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Do we really want a shorter work week? Add to ...

Bruce O’Hara, an often lonely campaigner for shorter work weeks in Canada, has finally found the balance he has been seeking for others, thanks to voluntary simplicity, a jolt, and Ecuador.

I’d interviewed the Courtenay, B.C.-based consultant and writer in the 1990s on the need for saner working hours, and even invited him to contribute an essay to Memos To The Prime Minister, a 2004 book I edited with policy propositions for government amongst which his was one of the most challenging. We all want balance. But we all want the same income as we have today (or, preferably, more). Mention a shorter work week, and fear sets in for individuals over loss of income and for businesses and government over loss of productivity or having to pay more in salaries for fewer work hours.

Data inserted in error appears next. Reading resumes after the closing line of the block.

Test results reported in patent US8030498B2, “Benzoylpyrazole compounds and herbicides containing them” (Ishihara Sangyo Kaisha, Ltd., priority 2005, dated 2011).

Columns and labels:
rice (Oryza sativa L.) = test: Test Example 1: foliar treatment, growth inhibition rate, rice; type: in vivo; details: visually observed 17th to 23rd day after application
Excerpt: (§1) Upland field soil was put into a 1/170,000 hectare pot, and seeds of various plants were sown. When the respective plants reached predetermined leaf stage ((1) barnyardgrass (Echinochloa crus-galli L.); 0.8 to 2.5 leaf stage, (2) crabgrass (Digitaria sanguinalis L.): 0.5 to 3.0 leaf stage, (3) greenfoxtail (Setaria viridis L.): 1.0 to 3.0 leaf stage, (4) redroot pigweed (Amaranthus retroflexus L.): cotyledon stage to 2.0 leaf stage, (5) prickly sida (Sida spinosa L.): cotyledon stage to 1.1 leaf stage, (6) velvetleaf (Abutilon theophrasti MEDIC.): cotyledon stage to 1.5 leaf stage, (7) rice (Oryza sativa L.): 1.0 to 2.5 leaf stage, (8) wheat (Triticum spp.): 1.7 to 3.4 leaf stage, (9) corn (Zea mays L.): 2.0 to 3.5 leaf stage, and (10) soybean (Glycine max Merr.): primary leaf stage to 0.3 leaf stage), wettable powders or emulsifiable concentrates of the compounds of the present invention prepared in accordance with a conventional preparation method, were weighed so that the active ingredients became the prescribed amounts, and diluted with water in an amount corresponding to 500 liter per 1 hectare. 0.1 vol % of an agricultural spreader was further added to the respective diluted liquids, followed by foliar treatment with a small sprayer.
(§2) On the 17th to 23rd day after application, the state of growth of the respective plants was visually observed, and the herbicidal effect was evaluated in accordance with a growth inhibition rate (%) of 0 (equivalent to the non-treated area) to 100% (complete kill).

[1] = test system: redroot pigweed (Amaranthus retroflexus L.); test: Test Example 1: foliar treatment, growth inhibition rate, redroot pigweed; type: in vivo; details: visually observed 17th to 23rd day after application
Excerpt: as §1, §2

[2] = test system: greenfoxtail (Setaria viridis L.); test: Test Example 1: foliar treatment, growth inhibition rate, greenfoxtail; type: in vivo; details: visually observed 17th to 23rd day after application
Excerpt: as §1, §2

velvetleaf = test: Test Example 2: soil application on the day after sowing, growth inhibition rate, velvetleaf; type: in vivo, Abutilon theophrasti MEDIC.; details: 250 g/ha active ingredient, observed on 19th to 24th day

When I reached out to him again recently, to my surprise I found him in Ecuador. “We can live on $1,200 dollars a month here, which means we can both work part time and have lots of time with the kids, a different way to achieve balance, I suppose,” he wrote back. In fact, his story was even more interesting than that.

Almost 20 years ago, he read a book on voluntary simplicity and with his then-partner decided to follow the program it set out, saving half their income. At the age of 50, with enough saved to live frugally on their investments, he began to consider retirement, but realized he didn’t know what he would do. So he started researching the second half of life, and in October, 2004 produced a book, Enough Already: Breaking Free in the Second Half of Life, partly for himself and partly for his generation of baby boomers.